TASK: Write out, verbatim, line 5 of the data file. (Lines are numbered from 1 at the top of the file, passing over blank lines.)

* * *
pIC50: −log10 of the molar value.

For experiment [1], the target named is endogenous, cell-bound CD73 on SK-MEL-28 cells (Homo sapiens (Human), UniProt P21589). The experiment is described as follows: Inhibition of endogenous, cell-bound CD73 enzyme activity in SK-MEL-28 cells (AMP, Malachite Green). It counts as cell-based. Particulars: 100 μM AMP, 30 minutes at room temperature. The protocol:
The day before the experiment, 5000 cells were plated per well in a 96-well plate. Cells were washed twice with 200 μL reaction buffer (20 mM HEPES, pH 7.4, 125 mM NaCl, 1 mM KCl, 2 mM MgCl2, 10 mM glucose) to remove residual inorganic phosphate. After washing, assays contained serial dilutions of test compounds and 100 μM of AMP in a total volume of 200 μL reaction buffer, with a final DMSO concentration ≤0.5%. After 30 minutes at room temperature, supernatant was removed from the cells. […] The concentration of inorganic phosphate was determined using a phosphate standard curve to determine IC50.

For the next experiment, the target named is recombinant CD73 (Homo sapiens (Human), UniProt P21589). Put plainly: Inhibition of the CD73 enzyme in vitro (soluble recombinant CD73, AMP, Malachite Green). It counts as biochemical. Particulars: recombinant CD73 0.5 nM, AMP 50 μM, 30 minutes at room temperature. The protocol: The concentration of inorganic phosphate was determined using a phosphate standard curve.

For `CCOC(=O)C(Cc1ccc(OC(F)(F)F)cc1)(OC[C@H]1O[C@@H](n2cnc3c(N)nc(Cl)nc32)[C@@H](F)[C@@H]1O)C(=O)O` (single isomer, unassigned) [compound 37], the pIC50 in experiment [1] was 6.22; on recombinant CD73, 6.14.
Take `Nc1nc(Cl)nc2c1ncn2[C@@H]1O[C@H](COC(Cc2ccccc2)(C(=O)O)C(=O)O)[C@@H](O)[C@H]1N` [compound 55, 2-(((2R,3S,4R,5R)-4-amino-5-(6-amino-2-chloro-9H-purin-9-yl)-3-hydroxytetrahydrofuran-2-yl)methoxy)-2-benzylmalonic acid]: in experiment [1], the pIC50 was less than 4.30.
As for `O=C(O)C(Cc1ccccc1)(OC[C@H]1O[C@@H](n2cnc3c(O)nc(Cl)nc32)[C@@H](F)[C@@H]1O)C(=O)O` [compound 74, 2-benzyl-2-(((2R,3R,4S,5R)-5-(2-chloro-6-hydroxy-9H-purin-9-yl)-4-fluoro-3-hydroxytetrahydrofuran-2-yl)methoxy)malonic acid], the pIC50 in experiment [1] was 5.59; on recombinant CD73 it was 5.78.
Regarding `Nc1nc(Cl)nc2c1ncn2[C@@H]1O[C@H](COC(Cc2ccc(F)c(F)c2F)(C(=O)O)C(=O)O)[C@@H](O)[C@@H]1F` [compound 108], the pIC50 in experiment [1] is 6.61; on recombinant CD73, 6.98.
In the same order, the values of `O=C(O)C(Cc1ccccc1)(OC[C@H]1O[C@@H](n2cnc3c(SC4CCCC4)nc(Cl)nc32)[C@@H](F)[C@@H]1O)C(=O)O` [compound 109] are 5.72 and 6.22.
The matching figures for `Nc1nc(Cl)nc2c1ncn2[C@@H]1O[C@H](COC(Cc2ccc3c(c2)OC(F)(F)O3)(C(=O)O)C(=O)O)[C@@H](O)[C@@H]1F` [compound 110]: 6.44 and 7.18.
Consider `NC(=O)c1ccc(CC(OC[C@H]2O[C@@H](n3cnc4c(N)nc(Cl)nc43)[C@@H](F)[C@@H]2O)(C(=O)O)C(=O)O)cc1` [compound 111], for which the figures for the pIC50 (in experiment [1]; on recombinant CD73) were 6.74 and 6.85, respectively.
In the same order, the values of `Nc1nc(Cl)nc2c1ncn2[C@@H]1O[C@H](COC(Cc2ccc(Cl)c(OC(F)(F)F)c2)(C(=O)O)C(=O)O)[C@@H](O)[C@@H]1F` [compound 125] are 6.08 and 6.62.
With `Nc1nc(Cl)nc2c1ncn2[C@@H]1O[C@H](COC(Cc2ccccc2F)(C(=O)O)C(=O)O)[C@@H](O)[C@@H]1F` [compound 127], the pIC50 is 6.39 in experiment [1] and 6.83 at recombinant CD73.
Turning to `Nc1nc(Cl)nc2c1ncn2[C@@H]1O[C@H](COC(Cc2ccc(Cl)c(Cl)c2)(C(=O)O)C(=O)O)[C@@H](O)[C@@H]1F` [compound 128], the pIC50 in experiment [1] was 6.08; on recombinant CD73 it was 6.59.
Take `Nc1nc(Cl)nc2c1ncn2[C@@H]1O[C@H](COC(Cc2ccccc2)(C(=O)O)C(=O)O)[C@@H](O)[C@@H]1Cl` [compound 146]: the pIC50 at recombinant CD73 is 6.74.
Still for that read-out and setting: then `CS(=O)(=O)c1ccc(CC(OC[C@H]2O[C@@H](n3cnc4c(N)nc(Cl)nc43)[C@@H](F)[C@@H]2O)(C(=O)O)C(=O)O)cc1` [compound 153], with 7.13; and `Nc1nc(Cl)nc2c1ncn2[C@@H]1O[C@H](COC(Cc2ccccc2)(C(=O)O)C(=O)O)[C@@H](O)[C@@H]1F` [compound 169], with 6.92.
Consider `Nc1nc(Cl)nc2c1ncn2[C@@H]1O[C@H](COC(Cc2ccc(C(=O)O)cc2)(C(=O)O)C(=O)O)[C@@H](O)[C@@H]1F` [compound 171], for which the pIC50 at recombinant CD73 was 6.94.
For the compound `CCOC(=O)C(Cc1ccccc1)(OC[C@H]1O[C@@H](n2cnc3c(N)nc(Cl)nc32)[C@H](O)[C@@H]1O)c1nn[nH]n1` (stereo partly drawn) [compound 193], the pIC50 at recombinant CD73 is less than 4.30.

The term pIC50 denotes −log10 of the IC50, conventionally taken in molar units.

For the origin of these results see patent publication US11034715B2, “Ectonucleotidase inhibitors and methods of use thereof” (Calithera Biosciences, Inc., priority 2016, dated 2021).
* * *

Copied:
For `CCOC(=O)C(Cc1ccc(OC(F)(F)F)cc1)(OC[C@H]1O[C@@H](n2cnc3c(N)nc(Cl)nc32)[C@@H](F)[C@@H]1O)C(=O)O` (single isomer, unassigned) [compound 37], the pIC50 in experiment [1] was 6.22; on recombinant CD73, 6.14.